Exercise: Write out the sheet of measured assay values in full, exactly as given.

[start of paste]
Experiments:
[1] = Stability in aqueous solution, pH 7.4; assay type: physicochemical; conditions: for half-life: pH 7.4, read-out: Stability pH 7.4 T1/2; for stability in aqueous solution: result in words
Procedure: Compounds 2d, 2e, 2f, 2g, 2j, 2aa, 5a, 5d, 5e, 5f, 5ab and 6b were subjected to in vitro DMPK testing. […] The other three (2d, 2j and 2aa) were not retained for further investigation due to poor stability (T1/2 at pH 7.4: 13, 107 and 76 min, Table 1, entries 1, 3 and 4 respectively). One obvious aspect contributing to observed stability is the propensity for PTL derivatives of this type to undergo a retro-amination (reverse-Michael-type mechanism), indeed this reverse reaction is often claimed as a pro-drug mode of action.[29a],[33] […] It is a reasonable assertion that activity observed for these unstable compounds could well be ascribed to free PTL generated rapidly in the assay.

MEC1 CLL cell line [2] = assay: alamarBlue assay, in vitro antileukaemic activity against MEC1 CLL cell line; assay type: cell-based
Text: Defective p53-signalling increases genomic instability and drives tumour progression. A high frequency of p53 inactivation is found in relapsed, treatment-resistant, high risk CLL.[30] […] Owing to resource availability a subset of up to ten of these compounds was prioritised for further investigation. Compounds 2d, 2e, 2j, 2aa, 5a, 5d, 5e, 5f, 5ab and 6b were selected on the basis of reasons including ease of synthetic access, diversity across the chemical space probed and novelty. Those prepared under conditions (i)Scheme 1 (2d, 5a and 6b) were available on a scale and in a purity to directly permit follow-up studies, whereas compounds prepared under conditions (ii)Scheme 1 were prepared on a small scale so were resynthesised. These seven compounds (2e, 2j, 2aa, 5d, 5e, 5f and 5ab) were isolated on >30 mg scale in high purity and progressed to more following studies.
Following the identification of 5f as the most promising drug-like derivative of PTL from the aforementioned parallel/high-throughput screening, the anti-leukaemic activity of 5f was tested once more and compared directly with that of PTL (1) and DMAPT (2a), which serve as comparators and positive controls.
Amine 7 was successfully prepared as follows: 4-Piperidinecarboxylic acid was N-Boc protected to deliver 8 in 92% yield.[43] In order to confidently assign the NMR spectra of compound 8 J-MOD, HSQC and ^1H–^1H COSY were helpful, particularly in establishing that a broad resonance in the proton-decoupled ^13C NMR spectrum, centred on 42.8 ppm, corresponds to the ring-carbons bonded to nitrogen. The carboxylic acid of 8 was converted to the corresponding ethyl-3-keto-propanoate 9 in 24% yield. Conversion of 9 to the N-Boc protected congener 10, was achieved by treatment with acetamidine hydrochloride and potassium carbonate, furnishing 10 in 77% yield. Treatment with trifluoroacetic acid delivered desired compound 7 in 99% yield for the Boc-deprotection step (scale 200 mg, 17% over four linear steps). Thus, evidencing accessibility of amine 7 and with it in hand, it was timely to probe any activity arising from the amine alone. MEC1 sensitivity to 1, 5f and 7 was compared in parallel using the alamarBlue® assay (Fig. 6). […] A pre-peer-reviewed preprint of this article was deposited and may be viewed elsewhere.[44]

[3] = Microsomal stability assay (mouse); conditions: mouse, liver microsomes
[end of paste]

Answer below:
Experiments:
[1] = Stability in aqueous solution, pH 7.4; assay type: physicochemical; conditions: for half-life: pH 7.4, read-out: Stability pH 7.4 T1/2; for stability in aqueous solution: result in words
Procedure: Compounds 2d, 2e, 2f, 2g, 2j, 2aa, 5a, 5d, 5e, 5f, 5ab and 6b were subjected to in vitro DMPK testing. […] The other three (2d, 2j and 2aa) were not retained for further investigation due to poor stability (T1/2 at pH 7.4: 13, 107 and 76 min, Table 1, entries 1, 3 and 4 respectively). One obvious aspect contributing to observed stability is the propensity for PTL derivatives of this type to undergo a retro-amination (reverse-Michael-type mechanism), indeed this reverse reaction is often claimed as a pro-drug mode of action.[29a],[33] […] It is a reasonable assertion that activity observed for these unstable compounds could well be ascribed to free PTL generated rapidly in the assay.

MEC1 CLL cell line [2] = assay: alamarBlue assay, in vitro antileukaemic activity against MEC1 CLL cell line; assay type: cell-based
Text: Defective p53-signalling increases genomic instability and drives tumour progression. A high frequency of p53 inactivation is found in relapsed, treatment-resistant, high risk CLL.[30] […] Owing to resource availability a subset of up to ten of these compounds was prioritised for further investigation. Compounds 2d, 2e, 2j, 2aa, 5a, 5d, 5e, 5f, 5ab and 6b were selected on the basis of reasons including ease of synthetic access, diversity across the chemical space probed and novelty. Those prepared under conditions (i)Scheme 1 (2d, 5a and 6b) were available on a scale and in a purity to directly permit follow-up studies, whereas compounds prepared under conditions (ii)Scheme 1 were prepared on a small scale so were resynthesised. These seven compounds (2e, 2j, 2aa, 5d, 5e, 5f and 5ab) were isolated on >30 mg scale in high purity and progressed to more following studies.
Following the identification of 5f as the most promising drug-like derivative of PTL from the aforementioned parallel/high-throughput screening, the anti-leukaemic activity of 5f was tested once more and compared directly with that of PTL (1) and DMAPT (2a), which serve as comparators and positive controls.
Amine 7 was successfully prepared as follows: 4-Piperidinecarboxylic acid was N-Boc protected to deliver 8 in 92% yield.[43] In order to confidently assign the NMR spectra of compound 8 J-MOD, HSQC and ^1H–^1H COSY were helpful, particularly in establishing that a broad resonance in the proton-decoupled ^13C NMR spectrum, centred on 42.8 ppm, corresponds to the ring-carbons bonded to nitrogen. The carboxylic acid of 8 was converted to the corresponding ethyl-3-keto-propanoate 9 in 24% yield. Conversion of 9 to the N-Boc protected congener 10, was achieved by treatment with acetamidine hydrochloride and potassium carbonate, furnishing 10 in 77% yield. Treatment with trifluoroacetic acid delivered desired compound 7 in 99% yield for the Boc-deprotection step (scale 200 mg, 17% over four linear steps). Thus, evidencing accessibility of amine 7 and with it in hand, it was timely to probe any activity arising from the amine alone. MEC1 sensitivity to 1, 5f and 7 was compared in parallel using the alamarBlue® assay (Fig. 6). […] A pre-peer-reviewed preprint of this article was deposited and may be viewed elsewhere.[44]

[3] = Microsomal stability assay (mouse); conditions: mouse, liver microsomes